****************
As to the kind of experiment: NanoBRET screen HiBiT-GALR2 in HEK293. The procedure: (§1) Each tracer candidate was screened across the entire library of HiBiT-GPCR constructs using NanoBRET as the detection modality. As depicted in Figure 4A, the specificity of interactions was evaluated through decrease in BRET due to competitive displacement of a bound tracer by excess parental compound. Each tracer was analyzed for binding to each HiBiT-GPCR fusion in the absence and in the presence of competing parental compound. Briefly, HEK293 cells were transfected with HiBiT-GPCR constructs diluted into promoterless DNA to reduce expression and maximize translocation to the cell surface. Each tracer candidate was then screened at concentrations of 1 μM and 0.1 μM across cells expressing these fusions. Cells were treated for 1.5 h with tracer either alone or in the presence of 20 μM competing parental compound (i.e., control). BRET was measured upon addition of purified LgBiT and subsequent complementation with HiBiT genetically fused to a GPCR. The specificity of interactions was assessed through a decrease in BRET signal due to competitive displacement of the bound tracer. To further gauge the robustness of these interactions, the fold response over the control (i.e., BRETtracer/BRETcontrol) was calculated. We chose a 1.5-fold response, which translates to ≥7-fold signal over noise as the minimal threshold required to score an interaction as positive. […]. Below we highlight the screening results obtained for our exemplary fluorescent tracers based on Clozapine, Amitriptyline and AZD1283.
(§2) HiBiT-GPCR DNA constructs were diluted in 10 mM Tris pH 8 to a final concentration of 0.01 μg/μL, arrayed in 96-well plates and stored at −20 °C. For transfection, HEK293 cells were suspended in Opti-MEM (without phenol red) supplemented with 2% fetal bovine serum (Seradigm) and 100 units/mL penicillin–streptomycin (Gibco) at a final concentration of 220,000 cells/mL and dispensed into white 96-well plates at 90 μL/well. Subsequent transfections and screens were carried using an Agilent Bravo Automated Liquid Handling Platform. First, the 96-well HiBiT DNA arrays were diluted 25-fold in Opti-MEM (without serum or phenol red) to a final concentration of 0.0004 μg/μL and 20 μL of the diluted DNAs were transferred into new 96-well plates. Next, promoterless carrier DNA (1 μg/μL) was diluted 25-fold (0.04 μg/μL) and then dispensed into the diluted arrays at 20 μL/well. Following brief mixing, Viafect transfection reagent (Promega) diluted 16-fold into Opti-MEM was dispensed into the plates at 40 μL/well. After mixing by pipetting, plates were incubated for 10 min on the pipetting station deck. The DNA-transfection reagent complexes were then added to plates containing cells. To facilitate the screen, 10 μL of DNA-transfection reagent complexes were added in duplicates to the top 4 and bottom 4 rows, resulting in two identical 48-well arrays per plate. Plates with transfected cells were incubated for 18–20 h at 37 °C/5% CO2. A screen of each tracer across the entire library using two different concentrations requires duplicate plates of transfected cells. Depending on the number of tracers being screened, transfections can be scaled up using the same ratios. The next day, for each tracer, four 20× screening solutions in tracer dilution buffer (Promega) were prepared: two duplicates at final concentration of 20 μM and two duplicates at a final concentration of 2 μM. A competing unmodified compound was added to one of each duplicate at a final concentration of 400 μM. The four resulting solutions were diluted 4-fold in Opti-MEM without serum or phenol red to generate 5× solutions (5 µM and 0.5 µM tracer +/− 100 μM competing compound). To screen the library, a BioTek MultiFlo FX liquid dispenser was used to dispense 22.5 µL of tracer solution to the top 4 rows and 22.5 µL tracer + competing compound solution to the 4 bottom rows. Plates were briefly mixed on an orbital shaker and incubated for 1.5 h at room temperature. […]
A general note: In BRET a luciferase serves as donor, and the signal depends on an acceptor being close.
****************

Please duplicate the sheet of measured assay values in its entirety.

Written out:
As to the kind of experiment: NanoBRET screen HiBiT-GALR2 in HEK293. The procedure: (§1) Each tracer candidate was screened across the entire library of HiBiT-GPCR constructs using NanoBRET as the detection modality. As depicted in Figure 4A, the specificity of interactions was evaluated through decrease in BRET due to competitive displacement of a bound tracer by excess parental compound. Each tracer was analyzed for binding to each HiBiT-GPCR fusion in the absence and in the presence of competing parental compound. Briefly, HEK293 cells were transfected with HiBiT-GPCR constructs diluted into promoterless DNA to reduce expression and maximize translocation to the cell surface. Each tracer candidate was then screened at concentrations of 1 μM and 0.1 μM across cells expressing these fusions. Cells were treated for 1.5 h with tracer either alone or in the presence of 20 μM competing parental compound (i.e., control). BRET was measured upon addition of purified LgBiT and subsequent complementation with HiBiT genetically fused to a GPCR. The specificity of interactions was assessed through a decrease in BRET signal due to competitive displacement of the bound tracer. To further gauge the robustness of these interactions, the fold response over the control (i.e., BRETtracer/BRETcontrol) was calculated. We chose a 1.5-fold response, which translates to ≥7-fold signal over noise as the minimal threshold required to score an interaction as positive. […]. Below we highlight the screening results obtained for our exemplary fluorescent tracers based on Clozapine, Amitriptyline and AZD1283.
(§2) HiBiT-GPCR DNA constructs were diluted in 10 mM Tris pH 8 to a final concentration of 0.01 μg/μL, arrayed in 96-well plates and stored at −20 °C. For transfection, HEK293 cells were suspended in Opti-MEM (without phenol red) supplemented with 2% fetal bovine serum (Seradigm) and 100 units/mL penicillin–streptomycin (Gibco) at a final concentration of 220,000 cells/mL and dispensed into white 96-well plates at 90 μL/well. Subsequent transfections and screens were carried using an Agilent Bravo Automated Liquid Handling Platform. First, the 96-well HiBiT DNA arrays were diluted 25-fold in Opti-MEM (without serum or phenol red) to a final concentration of 0.0004 μg/μL and 20 μL of the diluted DNAs were transferred into new 96-well plates. Next, promoterless carrier DNA (1 μg/μL) was diluted 25-fold (0.04 μg/μL) and then dispensed into the diluted arrays at 20 μL/well. Following brief mixing, Viafect transfection reagent (Promega) diluted 16-fold into Opti-MEM was dispensed into the plates at 40 μL/well. After mixing by pipetting, plates were incubated for 10 min on the pipetting station deck. The DNA-transfection reagent complexes were then added to plates containing cells. To facilitate the screen, 10 μL of DNA-transfection reagent complexes were added in duplicates to the top 4 and bottom 4 rows, resulting in two identical 48-well arrays per plate. Plates with transfected cells were incubated for 18–20 h at 37 °C/5% CO2. A screen of each tracer across the entire library using two different concentrations requires duplicate plates of transfected cells. Depending on the number of tracers being screened, transfections can be scaled up using the same ratios. The next day, for each tracer, four 20× screening solutions in tracer dilution buffer (Promega) were prepared: two duplicates at final concentration of 20 μM and two duplicates at a final concentration of 2 μM. A competing unmodified compound was added to one of each duplicate at a final concentration of 400 μM. The four resulting solutions were diluted 4-fold in Opti-MEM without serum or phenol red to generate 5× solutions (5 µM and 0.5 µM tracer +/− 100 μM competing compound). To screen the library, a BioTek MultiFlo FX liquid dispenser was used to dispense 22.5 µL of tracer solution to the top 4 rows and 22.5 µL tracer + competing compound solution to the 4 bottom rows. Plates were briefly mixed on an orbital shaker and incubated for 1.5 h at room temperature. […]
A general note: In BRET a luciferase serves as donor, and the signal depends on an acceptor being close.